How can you expect someone who listens to this kind of stuff all day to understand/relate to an entire symphony?

This song also conveniently transitions me into my next point: “sampling”

Notice the quotations. Did you recognize the chord progression/melodic theme from this song?

Do you now?

Did Pitbull steal this part from a-ha? Yes. Is it illegal? No. Here is why. This method in today’s industry is called sampling. Sampling is using an existing musical idea, and combining it with your own. If Pitbull had simply copy and pasted the tune from the a-ha recording, that would be illegal, but since he (his producer) replicated the notes with a synthesizer it isn’t. Sometimes the use of sampling is definitely questionable:

All Daft Punk did is add something on top of the song and time stretch it to a different key and tempo. The last example in my opinion is the most close to being illegal one. Unfortunately the way that copy writes go, as long as you credit the ones you take the samples from and you make the song different in some way it is perfectly legal.

I probably sound like I am against sampling, this isn’t entirely true. I do encourage creativity and originality in the music industry, but sometimes samples can be used effectively to help with this process.  I just find it a cheap but effective way to get the creative process moving. Let’s move back to the Pitbull song again to transition into my next point. Collaborations.

It seems to sell a song these days you have to put as many big names in front of it as you can.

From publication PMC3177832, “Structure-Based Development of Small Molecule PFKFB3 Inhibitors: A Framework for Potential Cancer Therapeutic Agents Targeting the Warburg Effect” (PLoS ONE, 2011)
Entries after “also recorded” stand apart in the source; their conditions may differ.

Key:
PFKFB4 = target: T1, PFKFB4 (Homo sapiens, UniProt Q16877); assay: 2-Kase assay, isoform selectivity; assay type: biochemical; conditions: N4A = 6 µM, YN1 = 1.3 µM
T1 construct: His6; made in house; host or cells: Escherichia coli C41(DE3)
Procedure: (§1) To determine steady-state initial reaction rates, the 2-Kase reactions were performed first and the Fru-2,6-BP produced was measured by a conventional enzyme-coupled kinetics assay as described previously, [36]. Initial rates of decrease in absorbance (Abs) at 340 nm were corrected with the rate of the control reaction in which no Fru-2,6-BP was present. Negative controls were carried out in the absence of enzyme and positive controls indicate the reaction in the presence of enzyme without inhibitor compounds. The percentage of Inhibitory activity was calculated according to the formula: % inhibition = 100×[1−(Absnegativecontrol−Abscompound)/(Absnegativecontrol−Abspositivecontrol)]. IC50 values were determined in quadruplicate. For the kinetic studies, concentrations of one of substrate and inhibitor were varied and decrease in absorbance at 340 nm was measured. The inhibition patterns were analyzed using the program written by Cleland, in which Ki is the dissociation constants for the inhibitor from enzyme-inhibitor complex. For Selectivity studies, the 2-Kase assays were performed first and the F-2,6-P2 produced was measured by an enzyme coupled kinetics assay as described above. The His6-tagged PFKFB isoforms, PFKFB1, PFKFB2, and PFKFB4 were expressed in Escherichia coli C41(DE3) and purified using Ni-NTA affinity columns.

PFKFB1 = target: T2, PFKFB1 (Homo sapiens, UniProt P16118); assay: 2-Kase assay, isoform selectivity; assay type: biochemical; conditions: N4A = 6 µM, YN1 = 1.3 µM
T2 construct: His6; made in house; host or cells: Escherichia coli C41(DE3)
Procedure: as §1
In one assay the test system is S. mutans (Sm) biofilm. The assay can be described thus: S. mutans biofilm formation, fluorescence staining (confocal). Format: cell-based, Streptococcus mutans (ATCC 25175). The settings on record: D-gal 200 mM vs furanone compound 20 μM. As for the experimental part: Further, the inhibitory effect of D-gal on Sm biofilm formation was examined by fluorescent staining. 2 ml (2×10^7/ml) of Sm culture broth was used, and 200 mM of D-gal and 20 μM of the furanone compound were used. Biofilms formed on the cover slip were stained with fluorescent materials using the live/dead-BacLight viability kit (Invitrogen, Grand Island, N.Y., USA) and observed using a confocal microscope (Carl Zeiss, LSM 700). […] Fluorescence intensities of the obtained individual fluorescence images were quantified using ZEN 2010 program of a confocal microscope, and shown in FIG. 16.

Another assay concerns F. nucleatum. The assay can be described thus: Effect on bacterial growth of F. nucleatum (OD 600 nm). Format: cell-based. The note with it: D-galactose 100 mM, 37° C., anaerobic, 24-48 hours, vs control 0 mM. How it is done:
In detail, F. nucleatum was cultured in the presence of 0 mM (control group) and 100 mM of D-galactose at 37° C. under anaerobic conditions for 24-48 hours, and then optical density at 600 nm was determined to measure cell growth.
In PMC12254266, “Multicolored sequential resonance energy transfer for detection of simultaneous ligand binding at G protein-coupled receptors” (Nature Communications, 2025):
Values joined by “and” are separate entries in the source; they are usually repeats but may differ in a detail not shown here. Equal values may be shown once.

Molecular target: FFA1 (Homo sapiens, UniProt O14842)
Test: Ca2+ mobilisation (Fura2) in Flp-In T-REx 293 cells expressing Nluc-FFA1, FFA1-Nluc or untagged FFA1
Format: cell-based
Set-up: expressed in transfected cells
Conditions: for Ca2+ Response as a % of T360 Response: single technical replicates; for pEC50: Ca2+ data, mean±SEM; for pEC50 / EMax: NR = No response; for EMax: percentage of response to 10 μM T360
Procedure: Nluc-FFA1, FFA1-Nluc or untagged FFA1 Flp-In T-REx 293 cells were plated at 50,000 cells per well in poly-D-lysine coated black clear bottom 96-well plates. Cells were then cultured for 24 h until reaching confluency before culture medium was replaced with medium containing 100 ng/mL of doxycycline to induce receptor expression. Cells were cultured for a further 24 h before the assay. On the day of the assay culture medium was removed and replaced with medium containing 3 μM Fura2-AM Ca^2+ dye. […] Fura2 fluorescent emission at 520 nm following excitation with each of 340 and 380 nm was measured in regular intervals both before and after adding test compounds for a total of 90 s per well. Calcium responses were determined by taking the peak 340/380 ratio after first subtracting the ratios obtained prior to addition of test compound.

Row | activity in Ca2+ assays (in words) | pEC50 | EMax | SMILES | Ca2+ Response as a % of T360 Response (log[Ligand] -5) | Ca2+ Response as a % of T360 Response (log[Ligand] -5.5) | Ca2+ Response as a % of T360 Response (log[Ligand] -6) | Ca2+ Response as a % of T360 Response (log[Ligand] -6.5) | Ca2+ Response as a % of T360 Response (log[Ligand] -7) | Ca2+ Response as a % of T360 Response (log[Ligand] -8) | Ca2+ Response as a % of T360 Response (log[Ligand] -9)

I get using Rihanna’s voice for a relatable melody (plus sex appeal), but what purpose does Kid Cudi serve in this song? Why doesn’t Kanye just do another verse? Some will argue that it adds to the song and the different vocal styles are used to tell different parts of the story. I really don’t think so. This is one of the few Kanye West song’s I enjoy (because of dat brass), but I don’t see the point in having Kid Cudi around. The song would have been just as good without him. He was along for the ride so that Cudi fans would listen to the song as well as Kanye fans, more money. This fad is creeping into the type of music I listen to.

Featured in this song is Jesse from the Tony Danza Tapdance Extravaganza (I posted a song of theirs in an earlier post if you are interested). Why? Did they need his unique vocal style to add to the song? Again I don’t think so, but people know TDTE and not so much A Body Divided. I am all for getting your name out there, but I feel like collaborations should be a total team effort not just a guest appearance. Here is an album that is Slash collaborating with different artists from around the industry on each song.

The reason these are good collaborations is that slash plays in the style of the guest artists adding his own incredible talent to the mix. Each song has its own character, because he played off of the artist and they played off of him a bit too. This is what collaborating should do. In the future I expect more and more collaborations for less and less of a reason, hopefully every now and then the artists will combine to create something truly unique.

This concludes part 1 of my post about the path music is taking, due to the stupid length of it already. Part 2 will be the stunning conclusion, about how metal came to be what it is today and where it is heading.